At the end of the day, foreign persons intent on acquiring U.S. real estate should consult with tax advisors with knowledge of the legion of complex tax rules that confront the foreign owner of U.S. real estate. The failure to do so could easily result in dramatically higher than anticipated tax rates, an inadvertent but costly failure to comply with U.S. tax reporting and compliance rules, and exposure to U.S. transfer taxes as a result of the untimely death of a foreign owner or a gift of the U.S. real estate without proper planning. If you would like to discuss any of these issues, please feel free to contact our firm and we will be happy to evaluate your options.

U.S. Tax and Transactional Issues Relevant to Foreign Owners of U.S. Real Estate and Parties to the Sale Thereof; PART II – What are the U.S. Tax Implications?

U.S. Tax and Transactional Issues Relevant to Foreign Owners of U.S. Real Estate and Parties to the Sale Thereof; PART I – Foreign Owner Transfer of a U.S. Real Property Interest

PART I – Heightened Interest in Tax Implications of Foreign Owner Transfer of a U.S. Real Property Interest

The number of foreign persons investing in U.S. real estate has continued to rise in recent years. The National Association of Realtors reports that foreign buyers purchased more than 104 billion dollars in U.S. real property from March 2014 to April 2015.  Florida was named the state most favored by foreign buyers, garnering twenty-one percent (21%) of the total purchases made by foreign buyers. This trend spotlights the importance of the Foreign Investment in Real Property Tax Act of 1980, I.R.C. § 1445, more commonly known as FIRPTA.  Also, recent changes to FIRPTA made in December, 2015, resulting from the Protecting Americans from Tax Hikes Act, mean the amount of taxes to be withheld on certain transfers of a U.S. real property interest by foreign nationals has increased.

FIRPTA was enacted, in part, to ensure that foreign sellers pay taxes on the sale of a U.S. real property interest.  Under FIRPTA, all sellers of a U.S. real property interest (considered to be transferors) are presumed to be foreign and the burden of proving otherwise is placed squarely on the shoulders of the property buyer. Buyers of a U.S. real property interest, considered to be transferees and withholding agents by the Internal Revenue Services (IRS) for purposes of FIRPTA, must withhold and remit taxes to the IRS in the amount equal to fifteen percent (15%) of the amount realized from the sale of real property (usually the contract price) in order to be protected from any tax liability which the seller fails to satisfy to the IRS.

As the withholding agent, the buyer/transferee is required to remit the tax withheld from the amount realized on the sale to the IRS within twenty (20) days of the property transfer utilizing the appropriate IRS forms which require that the seller/transferor has a U.S. tax identification number. The foreign transferor can have the amount to be withheld reduced if it applies, no later than the day of closing, for a withholding certificate and demonstrates the existence of certain conditions meriting a reduction in the amount of taxes due on the property transfer.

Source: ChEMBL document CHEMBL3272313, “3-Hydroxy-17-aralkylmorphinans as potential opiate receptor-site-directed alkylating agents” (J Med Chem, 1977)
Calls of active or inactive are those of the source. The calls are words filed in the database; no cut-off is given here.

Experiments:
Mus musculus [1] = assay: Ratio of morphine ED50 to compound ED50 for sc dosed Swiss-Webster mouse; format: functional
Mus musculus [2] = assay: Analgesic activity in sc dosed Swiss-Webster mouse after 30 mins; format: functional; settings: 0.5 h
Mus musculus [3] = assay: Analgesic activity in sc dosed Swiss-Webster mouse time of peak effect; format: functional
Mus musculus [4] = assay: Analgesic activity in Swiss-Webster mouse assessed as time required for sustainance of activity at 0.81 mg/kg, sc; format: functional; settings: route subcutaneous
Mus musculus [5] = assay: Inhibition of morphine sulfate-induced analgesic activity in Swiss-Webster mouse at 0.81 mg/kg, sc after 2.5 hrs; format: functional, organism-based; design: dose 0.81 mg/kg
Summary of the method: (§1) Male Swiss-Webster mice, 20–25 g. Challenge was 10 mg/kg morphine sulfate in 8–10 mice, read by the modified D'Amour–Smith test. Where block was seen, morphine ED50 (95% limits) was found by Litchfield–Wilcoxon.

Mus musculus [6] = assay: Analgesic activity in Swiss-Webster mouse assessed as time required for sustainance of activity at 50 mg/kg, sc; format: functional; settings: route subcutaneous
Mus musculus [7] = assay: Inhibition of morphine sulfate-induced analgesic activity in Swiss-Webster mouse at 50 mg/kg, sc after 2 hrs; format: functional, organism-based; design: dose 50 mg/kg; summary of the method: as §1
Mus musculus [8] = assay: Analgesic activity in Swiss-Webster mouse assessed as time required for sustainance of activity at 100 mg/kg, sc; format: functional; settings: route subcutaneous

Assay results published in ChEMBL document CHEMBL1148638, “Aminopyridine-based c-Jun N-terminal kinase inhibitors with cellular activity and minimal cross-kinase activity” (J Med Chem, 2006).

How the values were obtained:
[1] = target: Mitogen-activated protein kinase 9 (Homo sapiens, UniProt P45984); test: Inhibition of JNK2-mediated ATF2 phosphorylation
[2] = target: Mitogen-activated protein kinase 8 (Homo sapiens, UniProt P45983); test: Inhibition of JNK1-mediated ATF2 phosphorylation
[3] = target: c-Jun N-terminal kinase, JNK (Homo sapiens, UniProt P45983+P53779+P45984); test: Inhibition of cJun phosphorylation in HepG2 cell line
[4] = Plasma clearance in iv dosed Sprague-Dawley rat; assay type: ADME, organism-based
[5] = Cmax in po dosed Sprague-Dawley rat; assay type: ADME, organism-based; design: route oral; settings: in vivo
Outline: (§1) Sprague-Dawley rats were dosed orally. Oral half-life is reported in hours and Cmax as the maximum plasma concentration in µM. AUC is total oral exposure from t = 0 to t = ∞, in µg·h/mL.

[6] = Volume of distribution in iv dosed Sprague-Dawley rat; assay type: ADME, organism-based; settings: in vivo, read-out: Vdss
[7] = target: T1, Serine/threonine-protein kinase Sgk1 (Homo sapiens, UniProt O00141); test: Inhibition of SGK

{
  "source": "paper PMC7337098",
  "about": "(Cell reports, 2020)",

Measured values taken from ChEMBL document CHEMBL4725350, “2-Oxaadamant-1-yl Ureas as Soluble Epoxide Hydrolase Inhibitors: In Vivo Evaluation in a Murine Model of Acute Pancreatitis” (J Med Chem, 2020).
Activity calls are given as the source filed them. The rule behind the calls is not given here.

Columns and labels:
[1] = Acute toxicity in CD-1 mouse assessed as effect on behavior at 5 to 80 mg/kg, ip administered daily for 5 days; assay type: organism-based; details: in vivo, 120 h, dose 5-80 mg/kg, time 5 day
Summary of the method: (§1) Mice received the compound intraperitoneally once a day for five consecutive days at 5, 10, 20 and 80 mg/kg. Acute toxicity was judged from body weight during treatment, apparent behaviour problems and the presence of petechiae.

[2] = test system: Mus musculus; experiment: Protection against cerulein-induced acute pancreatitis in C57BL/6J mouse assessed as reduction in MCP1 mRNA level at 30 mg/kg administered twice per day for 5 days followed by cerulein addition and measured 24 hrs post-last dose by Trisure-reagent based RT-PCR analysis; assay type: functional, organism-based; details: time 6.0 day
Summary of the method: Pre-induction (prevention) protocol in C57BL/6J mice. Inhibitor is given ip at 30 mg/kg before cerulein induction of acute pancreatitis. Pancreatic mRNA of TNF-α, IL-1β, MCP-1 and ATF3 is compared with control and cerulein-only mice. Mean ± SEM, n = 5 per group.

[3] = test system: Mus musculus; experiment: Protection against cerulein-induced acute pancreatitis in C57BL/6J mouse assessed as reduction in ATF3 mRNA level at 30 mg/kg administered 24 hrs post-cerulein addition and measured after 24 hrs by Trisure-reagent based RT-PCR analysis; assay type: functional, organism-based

The buyer/transferee is relieved of the withholding requirement if the seller/transferor gives the buyer a certification, signed under penalties of perjury, that the seller/transferor is not a foreign person.  The certification is required to contain the seller/transferor’s name and address, and tax identification number. The buyer can only rely on this certification if the buyer has not been provided with a notice or does not otherwise have actual knowledge that the seller/transferor is a foreign person.

In a buy-sell transaction of a residence for $300,000.00 or less involving a foreign seller/transferor, a buyer is not required to withhold and remit taxes to the IRS if the buyer is an individual and is willing to sign an affidavit stating that the buyer or a member of the buyer’s family will be occupying the purchased residence for at least fifty percent (50%) of the time that the purchased residence is occupied during the first two (2) twelve (12) month periods following the transfer. When the amount realized on the transaction exceeds $300,000.00 but is less than $1,000,000.00, and the buyer, who is an individual, is willing to sign an affidavit stating that the buyer or a member of the buyer’s family will be occupying the purchased residence for at least fifty percent (50%) of the time that the purchased residence will be occupied during the first two (2) twelve (12) month periods following the transfer, then ten percent (10%) of the amount realized must be withheld.  These exceptions to the withholding requirement can benefit the foreign seller because funds will not be withheld from the sales proceeds in an amount up to fifteen percent (15%) of the amount realized; however, they can result in exposing the buyer to liability for taxes, penalties, and interest owed by the foreign seller to the IRS resulting from the sale of the residence.

The withholding rate remains at fifteen percent (15%) when the amount realized is greater than $1,000,000.00 regardless of the use of the property. Likewise, the fifteen percent (15%) withholding rate applies when the buyer is not an individual or when the property will not be utilized by an individual buyer as a residence.

FIRPTA does not apply only to transactions involving residential property; rather, it includes any real property located in the U.S. or the U.S. Virgin Islands, personal property associated with the use of real property, and interests in a mine, well, growing crops, timber or other natural deposits, as well as rents paid to a foreign person (note: withholding rules governing rental payments made to a foreign person are beyond the scope of this article). A foreign person includes non-resident alien individuals, as well as partnerships, trusts, estates, and (certain) corporations and limited liability companies domiciled outside of the United States.  And, whether involving individuals or entities, FIRPTA applies to real property transfers including, but not limited to gifts, sales, exchanges, redemptions and transfers.

Since seller/transferors are presumed foreign, and it is the buyer/transferee’s burden in a transaction involving the transfer of a U.S. real property interest to prove otherwise, or to be saddled with potential tax liabilities related to the disposition of U.S. real property by a foreign transferor, buyers or transferees (other than certain U.S. governmental entities) are advised to seek legal counsel if the seller/transferor is unable to produce the certification described above attesting that it is not a foreign person.